Boston Hospitals Cut Energy Use by 6% Despite Facility Growth

BOSTON, Mass. — As a result of energy conservation and efficiency, Boston hospitals have cut energy use by 6 percent over the last three years, despite expanding their real estate footprint, patient care and more extreme weather, according to a recent report.

Jan_MCDeNews_Boston_Industry NewsThe report analyzed over 18,000 energy and greenhouse gas records covering 24 million square feet of Boston hospitals in a first-in-the-nation, metropolitan sector-wide database. Developed for the Boston Green Ribbon Commission’s Health Care Working Group by its coordinator, Health Care Without Harm, the data tracks the sector’s collective progress toward the GRC’s shared goals of a 25 percent reduction in GHG emissions by 2020, and 80 percent by 2050. Click here to read the report.

Hospitals have made significant energy reduction and GHG progress. From January 2011 through the end of 2013, the sector has cut energy use by 6 percent, equal to eliminating the annual GHG emissions of 7,486 passenger vehicles.

The report identifies several areas where Boston hospitals have made notable progress in energy efficiency, conservation and GHG reduction, including:

  • The sector reduced absolute, weather-adjusted total energy use (electricity, gas, chilled water, oil and steam) by 227 billion Btu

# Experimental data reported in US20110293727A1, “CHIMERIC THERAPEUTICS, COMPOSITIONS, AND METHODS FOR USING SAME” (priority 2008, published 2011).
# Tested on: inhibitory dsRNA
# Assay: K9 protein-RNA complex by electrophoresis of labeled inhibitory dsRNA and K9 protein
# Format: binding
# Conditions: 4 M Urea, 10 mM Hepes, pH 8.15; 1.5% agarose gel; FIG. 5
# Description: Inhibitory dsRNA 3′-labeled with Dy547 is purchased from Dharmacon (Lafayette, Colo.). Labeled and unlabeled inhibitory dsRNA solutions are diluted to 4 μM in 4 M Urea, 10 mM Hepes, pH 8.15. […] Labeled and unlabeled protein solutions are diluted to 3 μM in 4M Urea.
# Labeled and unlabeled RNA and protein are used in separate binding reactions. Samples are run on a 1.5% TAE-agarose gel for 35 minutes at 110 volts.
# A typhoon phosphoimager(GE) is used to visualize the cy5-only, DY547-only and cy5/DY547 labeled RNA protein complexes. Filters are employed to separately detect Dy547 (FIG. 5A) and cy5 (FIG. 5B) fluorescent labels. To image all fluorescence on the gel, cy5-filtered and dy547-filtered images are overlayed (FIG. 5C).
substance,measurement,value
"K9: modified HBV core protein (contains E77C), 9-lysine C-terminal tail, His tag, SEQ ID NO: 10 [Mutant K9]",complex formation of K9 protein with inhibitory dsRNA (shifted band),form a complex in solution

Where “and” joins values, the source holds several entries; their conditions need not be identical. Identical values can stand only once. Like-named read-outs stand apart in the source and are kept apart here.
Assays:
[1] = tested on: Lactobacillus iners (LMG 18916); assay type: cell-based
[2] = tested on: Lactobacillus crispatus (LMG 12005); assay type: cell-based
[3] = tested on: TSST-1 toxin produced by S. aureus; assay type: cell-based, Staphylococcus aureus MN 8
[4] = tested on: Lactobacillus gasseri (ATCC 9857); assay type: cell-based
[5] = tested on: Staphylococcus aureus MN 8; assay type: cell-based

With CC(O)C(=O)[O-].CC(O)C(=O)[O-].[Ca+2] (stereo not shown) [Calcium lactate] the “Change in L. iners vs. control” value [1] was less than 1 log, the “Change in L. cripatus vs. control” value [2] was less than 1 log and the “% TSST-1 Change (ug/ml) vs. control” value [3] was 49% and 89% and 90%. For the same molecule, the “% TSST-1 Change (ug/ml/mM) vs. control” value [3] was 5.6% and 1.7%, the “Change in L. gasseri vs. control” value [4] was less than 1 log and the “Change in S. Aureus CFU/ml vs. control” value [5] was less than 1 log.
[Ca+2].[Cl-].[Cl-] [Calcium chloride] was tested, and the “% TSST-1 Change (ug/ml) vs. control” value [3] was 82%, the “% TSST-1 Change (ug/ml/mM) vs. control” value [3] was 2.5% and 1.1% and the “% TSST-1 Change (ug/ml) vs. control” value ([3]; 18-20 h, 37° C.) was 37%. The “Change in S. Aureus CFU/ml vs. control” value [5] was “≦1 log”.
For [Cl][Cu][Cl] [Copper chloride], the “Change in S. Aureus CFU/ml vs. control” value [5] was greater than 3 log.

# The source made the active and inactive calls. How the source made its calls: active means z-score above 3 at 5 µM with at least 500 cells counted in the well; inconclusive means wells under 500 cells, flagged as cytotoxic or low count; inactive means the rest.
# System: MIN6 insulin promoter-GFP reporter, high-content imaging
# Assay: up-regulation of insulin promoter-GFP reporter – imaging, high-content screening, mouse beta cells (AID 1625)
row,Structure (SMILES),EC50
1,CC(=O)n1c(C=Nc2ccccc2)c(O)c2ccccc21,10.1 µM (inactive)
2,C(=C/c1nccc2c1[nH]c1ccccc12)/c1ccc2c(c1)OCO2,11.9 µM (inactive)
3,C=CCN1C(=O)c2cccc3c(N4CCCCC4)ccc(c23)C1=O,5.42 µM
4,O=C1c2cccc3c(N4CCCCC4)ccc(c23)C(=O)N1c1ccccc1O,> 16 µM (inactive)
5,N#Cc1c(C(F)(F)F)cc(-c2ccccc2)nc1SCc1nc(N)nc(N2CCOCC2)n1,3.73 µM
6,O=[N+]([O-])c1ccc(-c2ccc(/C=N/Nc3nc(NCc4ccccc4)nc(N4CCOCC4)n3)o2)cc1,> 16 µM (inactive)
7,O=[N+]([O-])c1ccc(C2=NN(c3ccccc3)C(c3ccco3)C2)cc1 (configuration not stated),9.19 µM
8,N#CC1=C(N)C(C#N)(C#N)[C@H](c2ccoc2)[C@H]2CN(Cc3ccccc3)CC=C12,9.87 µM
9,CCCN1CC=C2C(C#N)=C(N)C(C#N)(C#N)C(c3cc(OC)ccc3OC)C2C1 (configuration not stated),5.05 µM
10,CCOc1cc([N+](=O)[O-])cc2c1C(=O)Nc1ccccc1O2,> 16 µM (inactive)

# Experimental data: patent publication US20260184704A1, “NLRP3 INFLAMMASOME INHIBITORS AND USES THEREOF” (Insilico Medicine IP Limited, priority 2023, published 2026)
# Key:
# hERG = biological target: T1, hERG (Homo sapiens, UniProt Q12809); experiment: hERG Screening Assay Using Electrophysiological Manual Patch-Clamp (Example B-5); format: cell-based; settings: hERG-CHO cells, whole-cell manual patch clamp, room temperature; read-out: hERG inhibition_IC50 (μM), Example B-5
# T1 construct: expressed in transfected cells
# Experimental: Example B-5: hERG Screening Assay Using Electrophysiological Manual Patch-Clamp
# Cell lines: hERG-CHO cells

• Electricity use dropped 25.4 million kWh, 6.47 percent BAU, or 6,797 metric tons of carbon dioxide equivalent (MtCO2e)
  • Natural gas use dropped 1.2 million therms, 14.75 percent BAU or 6,367 MtCO2e
  • GHG reductions for all fuels was 5.7 percent, or 14,286 MtCO2e
  • Cost savings are conservatively estimated at $11.9 million, enough to pay for healthcare for 1,055 Massachusetts Medicare enrollees

This progress was achieved despite continued growth in facilities and numbers of patients, more energy-intensive research laboratories and hotter summers.

Three sector leaders have either already achieved, or will achieve, deep GHG reductions. Massachusetts General Hospital reached 35 percent reductions in 2014, Boston Medical Center is targeting a 45 percent reduction by 2020 and Brigham & Women’s Hospital is committed to reaching 35 percent by 2020.

Using the EPA Portfolio Manager and a custom website, GRC Health Care members have joined forces to ensure sector data is efficiently compiled for analysis. Benchmarking industry-specific energy use across a city enables continuous improvement.

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Posted January 12, 2015

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